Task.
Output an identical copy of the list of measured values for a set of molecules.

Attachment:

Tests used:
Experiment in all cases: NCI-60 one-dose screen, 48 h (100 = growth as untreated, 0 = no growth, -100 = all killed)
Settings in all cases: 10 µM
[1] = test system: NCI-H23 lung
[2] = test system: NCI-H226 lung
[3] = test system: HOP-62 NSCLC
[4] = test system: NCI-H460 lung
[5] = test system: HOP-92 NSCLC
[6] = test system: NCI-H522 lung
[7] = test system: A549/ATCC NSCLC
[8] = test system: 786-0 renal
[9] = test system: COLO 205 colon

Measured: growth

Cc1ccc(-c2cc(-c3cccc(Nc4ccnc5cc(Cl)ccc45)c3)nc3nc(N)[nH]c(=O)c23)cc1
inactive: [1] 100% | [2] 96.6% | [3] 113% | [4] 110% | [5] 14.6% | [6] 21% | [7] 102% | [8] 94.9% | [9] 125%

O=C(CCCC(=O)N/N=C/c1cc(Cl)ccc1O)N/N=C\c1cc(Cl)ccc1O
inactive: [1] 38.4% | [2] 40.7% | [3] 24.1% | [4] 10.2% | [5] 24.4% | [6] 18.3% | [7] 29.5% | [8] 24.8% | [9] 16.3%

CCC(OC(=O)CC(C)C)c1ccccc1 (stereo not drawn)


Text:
Tests used:
Experiment in all cases: NCI-60 one-dose screen, 48 h (100 = growth as untreated, 0 = no growth, -100 = all killed)
Settings in all cases: 10 µM
[1] = test system: NCI-H23 lung
[2] = test system: NCI-H226 lung
[3] = test system: HOP-62 NSCLC
[4] = test system: NCI-H460 lung
[5] = test system: HOP-92 NSCLC
[6] = test system: NCI-H522 lung
[7] = test system: A549/ATCC NSCLC
[8] = test system: 786-0 renal
[9] = test system: COLO 205 colon

Measured: growth

Cc1ccc(-c2cc(-c3cccc(Nc4ccnc5cc(Cl)ccc45)c3)nc3nc(N)[nH]c(=O)c23)cc1
inactive: [1] 100% | [2] 96.6% | [3] 113% | [4] 110% | [5] 14.6% | [6] 21% | [7] 102% | [8] 94.9% | [9] 125%

O=C(CCCC(=O)N/N=C/c1cc(Cl)ccc1O)N/N=C\c1cc(Cl)ccc1O
inactive: [1] 38.4% | [2] 40.7% | [3] 24.1% | [4] 10.2% | [5] 24.4% | [6] 18.3% | [7] 29.5% | [8] 24.8% | [9] 16.3%

CCC(OC(=O)CC(C)C)c1ccccc1 (stereo not drawn)